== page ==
In the 1975 Exhbition New Topographics: Photographs of a Man-altered landscape, photographers started showing an interest in the banal, the creeping uniformed landscapes of suburban America. Previously, landscape photography was aimed at showing the beauty of Nature. The New Topographics had an interest in social comment, irony for some of them. An interesting feature of the show was that all the photographers in it were linked to academia (students or teachers) whereas documentary and landscape photography previously had a long tradition of self taught artists. This show may be seen as the start of a new photographic tradition, still very important in contemporary photography where the subject matter is all and aestheticism either irrelevant or actively avoided. “Conceptual Photography” or “Essay Photography”, one may call this tradition.
Most of the photographs were black and white and had a rather bland, clinical look, probably due to the flat lighting.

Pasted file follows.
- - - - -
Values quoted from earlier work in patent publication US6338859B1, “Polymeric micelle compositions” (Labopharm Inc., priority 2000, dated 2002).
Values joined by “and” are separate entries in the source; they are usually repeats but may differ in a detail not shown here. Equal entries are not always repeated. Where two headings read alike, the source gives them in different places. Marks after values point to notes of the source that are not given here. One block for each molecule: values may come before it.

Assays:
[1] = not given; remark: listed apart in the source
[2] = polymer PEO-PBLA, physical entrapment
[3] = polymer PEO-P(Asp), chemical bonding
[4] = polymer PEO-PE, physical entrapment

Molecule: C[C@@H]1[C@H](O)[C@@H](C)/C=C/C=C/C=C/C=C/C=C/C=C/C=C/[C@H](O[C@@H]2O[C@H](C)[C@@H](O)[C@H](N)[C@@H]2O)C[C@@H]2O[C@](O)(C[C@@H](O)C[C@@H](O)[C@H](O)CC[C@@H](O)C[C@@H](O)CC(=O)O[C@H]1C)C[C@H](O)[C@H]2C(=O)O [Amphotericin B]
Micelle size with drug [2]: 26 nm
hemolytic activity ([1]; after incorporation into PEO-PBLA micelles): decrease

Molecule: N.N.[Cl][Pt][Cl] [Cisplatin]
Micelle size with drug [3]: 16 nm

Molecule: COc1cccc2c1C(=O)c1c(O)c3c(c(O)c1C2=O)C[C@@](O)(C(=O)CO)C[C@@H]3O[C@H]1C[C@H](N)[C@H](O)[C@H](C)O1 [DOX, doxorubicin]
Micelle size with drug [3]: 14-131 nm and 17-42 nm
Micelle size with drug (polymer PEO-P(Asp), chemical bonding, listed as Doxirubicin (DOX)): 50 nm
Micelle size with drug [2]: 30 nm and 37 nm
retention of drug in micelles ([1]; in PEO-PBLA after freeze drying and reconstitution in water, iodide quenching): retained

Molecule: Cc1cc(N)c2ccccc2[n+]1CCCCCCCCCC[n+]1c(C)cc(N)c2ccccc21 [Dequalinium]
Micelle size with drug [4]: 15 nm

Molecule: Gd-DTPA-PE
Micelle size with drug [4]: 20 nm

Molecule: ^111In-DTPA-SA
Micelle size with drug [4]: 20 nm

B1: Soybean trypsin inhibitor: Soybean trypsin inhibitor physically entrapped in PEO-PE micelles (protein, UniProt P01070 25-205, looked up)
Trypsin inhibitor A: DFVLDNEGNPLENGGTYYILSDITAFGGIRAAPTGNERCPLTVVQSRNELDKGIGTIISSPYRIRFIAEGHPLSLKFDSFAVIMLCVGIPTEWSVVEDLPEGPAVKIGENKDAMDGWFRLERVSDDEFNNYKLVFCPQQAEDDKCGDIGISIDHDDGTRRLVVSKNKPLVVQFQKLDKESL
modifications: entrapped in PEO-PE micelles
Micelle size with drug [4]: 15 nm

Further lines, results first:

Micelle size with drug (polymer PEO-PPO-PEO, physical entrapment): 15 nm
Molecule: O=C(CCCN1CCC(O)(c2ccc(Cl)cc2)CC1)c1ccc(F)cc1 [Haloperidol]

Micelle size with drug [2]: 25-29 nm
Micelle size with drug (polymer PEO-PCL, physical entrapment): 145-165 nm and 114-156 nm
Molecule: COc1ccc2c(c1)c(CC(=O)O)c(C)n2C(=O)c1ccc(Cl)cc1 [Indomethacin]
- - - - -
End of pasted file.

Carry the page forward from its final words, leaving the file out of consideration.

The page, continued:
Robert Adams, Tract House, 1974.
Robert Adams, Colorado Springs, 1968.
Henry Wessel, Tucson, Arizona, 1974.
However, other photographs, while still depicting bland, anonymous places, have a more dramatic or eerie lighting that give the pictures at atmosphere of non specified creepiness, of impending doom, of surreality. As though too much bland realism crossed over to the point where the image is not believable anymore, where we get the feeling that we are gazing at a too-perfect movie set.
John Schott, El Nino Motel, 1973.
Robert Adams, Mobile Homes, 1973.
I particularly like the images of Stephen Shore. I like the way the technicolor feel of his pictures evocates Hollywood and the American Dream, while his subject matter reminds how grim it turned for most.
Stephen Shore, 2nd Street East and South Main Street, Kalispell, Montana (August 22, 1974).
Stephen Shore, Alley, Presidio, Texas (February 21, 1975).
His images remind me of the photographs and films of Wim Wenders. I feel in them the same love/hate fascination with the archetypes of the American Dream. “Americans have colonialised our subconscious” says Bruno Winter (Rüdiger Vogler) in “Kings of the Roads”. They look a bit like paintings by Edgar Hopper too.
I think what catches my eye in a documentary photograph is a cinematic look with dramatic lighting and colours that creates an ambiguous contrast with the unstaged nature of the scene.